And no, I’m not talking ninja-wise, the way she’s written in Jim Hines’ princess series, I’m talking about a young woman who’s blessed with the kind of skills that makes a queen into a history making ruler. Strategy, diplomacy, a sharp sense of persona and a deep motivation of exactly how to motivate people. The skill to make her country great, the ethics not to do so on the backs of the disenfranchised, and the ability to rule as a partner with her husband despite the cultural norms surrounding her.
Know what she’d be then? The wicked queen of the next fairy tale down the row. Because dudes fear nothing quite so much as a bitch who don’t need their permission to shine.
When the media reports domestic violence murders as random tragedies - or when individuals say the perpetrator must have “snapped” - they enable a culture of violence against women. Because when you don’t contextualize this violence as part of structural misogyny, you give credence to the myth that there was nothing anyone could have done to stop it.
Insisting that this murder or others like it are ‘unthinkable’ or ‘shocking’ is another way of saying that no one could have predicted it. (He was such a nice guy! A family man!) It’s a dangerous lie that allows us to wash our hands of responsibility when it comes to the violence that is perpetrated against women. Because the truth is that murders like this are predictable.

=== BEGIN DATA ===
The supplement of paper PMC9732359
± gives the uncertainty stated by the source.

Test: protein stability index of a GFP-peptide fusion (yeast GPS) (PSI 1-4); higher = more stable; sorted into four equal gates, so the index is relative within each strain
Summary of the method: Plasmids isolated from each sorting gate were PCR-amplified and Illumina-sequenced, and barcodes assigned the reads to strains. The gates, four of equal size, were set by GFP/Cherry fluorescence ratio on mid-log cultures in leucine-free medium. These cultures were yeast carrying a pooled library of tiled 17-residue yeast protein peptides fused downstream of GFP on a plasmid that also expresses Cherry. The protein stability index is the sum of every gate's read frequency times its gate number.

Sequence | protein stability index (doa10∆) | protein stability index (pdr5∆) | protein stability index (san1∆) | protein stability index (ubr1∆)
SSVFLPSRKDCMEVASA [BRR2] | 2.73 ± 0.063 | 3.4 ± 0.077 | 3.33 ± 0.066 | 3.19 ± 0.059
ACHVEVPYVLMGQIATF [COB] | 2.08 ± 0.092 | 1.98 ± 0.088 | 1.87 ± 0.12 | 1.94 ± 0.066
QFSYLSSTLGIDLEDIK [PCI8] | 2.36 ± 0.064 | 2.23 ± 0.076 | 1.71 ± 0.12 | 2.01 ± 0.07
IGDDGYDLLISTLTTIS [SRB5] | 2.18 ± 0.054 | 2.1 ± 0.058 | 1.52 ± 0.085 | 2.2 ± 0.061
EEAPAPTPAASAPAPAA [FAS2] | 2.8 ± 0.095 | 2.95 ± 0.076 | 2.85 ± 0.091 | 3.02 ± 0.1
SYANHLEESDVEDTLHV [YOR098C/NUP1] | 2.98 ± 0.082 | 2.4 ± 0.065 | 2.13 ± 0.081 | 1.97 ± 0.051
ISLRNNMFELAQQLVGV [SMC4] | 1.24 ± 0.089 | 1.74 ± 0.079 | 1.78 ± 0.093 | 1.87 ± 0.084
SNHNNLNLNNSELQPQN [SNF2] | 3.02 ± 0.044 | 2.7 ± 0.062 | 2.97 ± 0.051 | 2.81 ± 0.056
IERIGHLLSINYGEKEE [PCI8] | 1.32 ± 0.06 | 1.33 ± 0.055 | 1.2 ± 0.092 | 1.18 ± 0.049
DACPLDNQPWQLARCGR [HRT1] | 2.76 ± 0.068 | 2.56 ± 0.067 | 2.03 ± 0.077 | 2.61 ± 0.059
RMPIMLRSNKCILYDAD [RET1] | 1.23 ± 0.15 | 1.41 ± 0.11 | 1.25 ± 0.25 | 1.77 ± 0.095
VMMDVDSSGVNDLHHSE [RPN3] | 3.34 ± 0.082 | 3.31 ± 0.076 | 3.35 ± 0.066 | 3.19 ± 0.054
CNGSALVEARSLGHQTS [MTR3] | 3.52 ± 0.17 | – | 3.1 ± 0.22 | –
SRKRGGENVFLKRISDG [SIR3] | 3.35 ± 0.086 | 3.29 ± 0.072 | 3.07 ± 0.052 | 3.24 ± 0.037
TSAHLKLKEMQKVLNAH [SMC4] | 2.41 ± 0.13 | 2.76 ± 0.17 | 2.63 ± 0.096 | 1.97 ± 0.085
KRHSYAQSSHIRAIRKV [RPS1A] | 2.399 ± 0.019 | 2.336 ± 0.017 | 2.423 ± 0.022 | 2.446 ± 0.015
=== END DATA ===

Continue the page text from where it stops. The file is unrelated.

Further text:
In a Thanksgiving message titled “A letter to a friend,” Jada Pinkett-Smith wrote, “This subject is old but I have never answered it in its entirety. And even with this post it will remain incomplete… Willow cut her hair because her beauty, her value, her worth is not measured by the length of her hair. It’s also a statement that claims that even little girls have the RIGHT to own themselves and should not be a slave to even their mother’s deepest insecurities, hopes and desires. Even little girls should not be a slave to the preconceived ideas of what a culture believes a little girl should be. More to come. Another day.”
Abortion is a hotly debated and poorly studied medical procedure. There are a few studies of dubious validity that connect abortion to mental illness and drug use.
Latest in no-duh news: Women experience less poverty, more employment, less domestic violence, and better mental and physical health outcomes when provided access to abortions. It’s a no-brainer—but now there’s a lovely case-control study presented at APHA to support common sense with evidence.
Or, as someone so eloquently stated in the comments section of this post,—”as an act of protest about Anita’s concerns over how women are treated in video games, he makes a video game about beating up a woman.”
Helen Lewis wrote an article on the New Statesman yesterday on the online harassment experienced by Anita Sarkeesian, which I’ve been following for a while. To recap:
American blogger Anita Sarkeesian, who launched a Kickstarter programme to raise $6,000 to…
If you’re even remotely following the shitstorm that been following Anita Sarkeesian for wanting to conduct feminist critique of female tropes in video games, go read this. It sums up a lot the mind-numbing WhatTheFuck-ery of the backlash against her.
Folks who have spent any amount of time on internet forums will probably find a kernel of truth in this. It’s frustrating to see how quickly a person is “trolled” into submission for standing up to clear examples of privilege on the internet.
Need an example of what feminists face on the internet? Check out this sample of comments/emails that have been sent to those who stand up against inequality at the “Dear Feminist” tumblr, or visit Feministing.com and check out some of the feminist hate mail they receive.